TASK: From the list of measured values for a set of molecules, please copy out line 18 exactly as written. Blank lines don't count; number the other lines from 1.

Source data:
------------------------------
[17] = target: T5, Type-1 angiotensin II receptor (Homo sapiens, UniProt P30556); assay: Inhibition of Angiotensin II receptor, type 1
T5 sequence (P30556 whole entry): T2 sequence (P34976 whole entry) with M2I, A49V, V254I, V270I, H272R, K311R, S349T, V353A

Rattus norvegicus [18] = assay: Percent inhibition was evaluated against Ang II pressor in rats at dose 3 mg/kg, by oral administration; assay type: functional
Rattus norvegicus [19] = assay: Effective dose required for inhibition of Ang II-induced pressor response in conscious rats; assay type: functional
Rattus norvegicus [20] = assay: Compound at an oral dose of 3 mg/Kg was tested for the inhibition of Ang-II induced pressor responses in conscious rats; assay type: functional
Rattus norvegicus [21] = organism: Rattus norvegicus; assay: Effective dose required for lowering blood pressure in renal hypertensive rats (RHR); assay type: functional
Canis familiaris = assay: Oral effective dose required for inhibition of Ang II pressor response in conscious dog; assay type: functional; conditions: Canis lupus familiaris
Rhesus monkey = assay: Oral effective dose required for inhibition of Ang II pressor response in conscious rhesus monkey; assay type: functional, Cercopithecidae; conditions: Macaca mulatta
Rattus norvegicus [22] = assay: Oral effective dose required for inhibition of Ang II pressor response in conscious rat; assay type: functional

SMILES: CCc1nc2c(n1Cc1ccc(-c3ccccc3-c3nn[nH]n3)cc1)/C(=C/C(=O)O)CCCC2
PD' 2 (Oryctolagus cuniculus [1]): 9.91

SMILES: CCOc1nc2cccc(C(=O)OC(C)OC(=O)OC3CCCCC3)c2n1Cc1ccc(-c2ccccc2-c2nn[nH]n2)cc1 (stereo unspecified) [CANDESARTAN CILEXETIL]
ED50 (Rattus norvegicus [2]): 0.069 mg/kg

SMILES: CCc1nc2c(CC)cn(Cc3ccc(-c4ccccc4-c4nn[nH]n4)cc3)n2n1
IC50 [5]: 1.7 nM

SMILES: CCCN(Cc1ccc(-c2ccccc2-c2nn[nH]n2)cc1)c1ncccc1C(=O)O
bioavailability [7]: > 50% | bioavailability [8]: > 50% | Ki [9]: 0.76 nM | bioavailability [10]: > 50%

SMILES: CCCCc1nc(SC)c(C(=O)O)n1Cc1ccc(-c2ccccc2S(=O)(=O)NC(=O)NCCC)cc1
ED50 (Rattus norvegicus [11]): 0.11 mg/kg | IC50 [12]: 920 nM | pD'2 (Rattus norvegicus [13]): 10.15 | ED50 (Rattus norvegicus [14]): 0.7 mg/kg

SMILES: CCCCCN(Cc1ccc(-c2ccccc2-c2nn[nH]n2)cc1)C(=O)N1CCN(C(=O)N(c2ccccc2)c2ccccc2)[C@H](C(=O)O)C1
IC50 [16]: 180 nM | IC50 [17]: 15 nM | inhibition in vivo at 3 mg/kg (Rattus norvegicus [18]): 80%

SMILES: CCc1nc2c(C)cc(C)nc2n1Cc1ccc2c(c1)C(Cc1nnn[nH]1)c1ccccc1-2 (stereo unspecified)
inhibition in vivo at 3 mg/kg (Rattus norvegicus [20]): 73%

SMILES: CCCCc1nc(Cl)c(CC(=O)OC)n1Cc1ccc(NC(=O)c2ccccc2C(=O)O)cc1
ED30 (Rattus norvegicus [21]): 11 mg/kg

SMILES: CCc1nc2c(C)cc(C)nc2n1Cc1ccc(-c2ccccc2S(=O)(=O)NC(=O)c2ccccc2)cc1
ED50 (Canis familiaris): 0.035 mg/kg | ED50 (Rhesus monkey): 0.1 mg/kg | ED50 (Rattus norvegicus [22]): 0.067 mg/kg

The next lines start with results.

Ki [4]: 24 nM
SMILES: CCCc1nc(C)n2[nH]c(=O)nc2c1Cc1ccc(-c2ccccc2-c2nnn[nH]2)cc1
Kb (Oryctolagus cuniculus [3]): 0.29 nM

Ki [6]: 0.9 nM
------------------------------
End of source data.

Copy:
SMILES: CCCCc1nc(SC)c(C(=O)O)n1Cc1ccc(-c2ccccc2S(=O)(=O)NC(=O)NCCC)cc1